Referring now to FIG. 2, there is depicted a pictorial representation of an instrument panel 14 which is provided within flight simulator training device 10 of FIG.1 in accordance with the present invention. As illustrated, instrument panel 14 provides numerous instrument displays and various mechanical switches which are intended to simulate the cockpit instrumentation for a selected aircraft. One or more instrument faces may be provided, in accordance with a preferred embodiment of the present invention, utilizing cathode ray tube 42 (not shown) to display a visual output simulative of the face of various instruments. Thus, attitude indicator 30 and course and heading indicator 32 may be provided by displaying a visual output indicative of these instruments utilizing a cathode ray tube or liquid crystal display which is mounted within instrument panel 14. Similarly, angle of attack indicator 34 and vertical velocity indicator 36 may also be provided utilizing an electronic display panel in the manner described herein.
In order to provide an accurate simulation of the instrument panel typically utilized within an aircraft, an aluminum bezel 38 is provided and mounted in an overlying relationship with cathode ray tube 42 (not shown). Bezel 38 serves to define the perimeter of each instrument face which is displayed visually, utilizing cathode ray tube 42, in a manner which is highly realistic.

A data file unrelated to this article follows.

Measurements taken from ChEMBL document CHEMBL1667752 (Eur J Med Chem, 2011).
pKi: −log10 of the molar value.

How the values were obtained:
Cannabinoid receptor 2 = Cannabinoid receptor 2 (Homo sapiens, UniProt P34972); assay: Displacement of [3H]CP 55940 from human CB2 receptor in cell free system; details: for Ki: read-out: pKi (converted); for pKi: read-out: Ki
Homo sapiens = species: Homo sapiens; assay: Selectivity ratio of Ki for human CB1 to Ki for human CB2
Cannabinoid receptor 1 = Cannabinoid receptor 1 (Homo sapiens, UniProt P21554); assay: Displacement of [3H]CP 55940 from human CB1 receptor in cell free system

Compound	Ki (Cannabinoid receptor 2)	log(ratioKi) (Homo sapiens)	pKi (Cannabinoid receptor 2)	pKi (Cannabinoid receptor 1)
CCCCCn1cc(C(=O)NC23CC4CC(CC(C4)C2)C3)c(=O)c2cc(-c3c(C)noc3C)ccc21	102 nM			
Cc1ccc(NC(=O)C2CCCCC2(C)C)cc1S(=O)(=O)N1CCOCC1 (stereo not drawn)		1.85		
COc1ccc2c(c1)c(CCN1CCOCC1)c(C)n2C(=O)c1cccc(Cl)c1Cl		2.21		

As described herein, the utilization of electronic display panels to provide a simulation of an avionics instrument has been proposed in the past; however, the provision of rotary electromechanical controls in association with such displays has not been possible due to the lack of "depth" within such an instrument panel. Thus, a rotary electromagnetic switch, such as rotary switch 40, could not previously be provided within a flight simulator instrument panel which utilizes electronic display panels in the manner described herein. However, as will be explained in greater detail below, rotary switch 40 may be implemented in a manner which is highly simulative of an actual rotary switch and rotary switch 40 may be mounted in an area which is an accurate representation of the actual instrumentation utilized within an aircraft.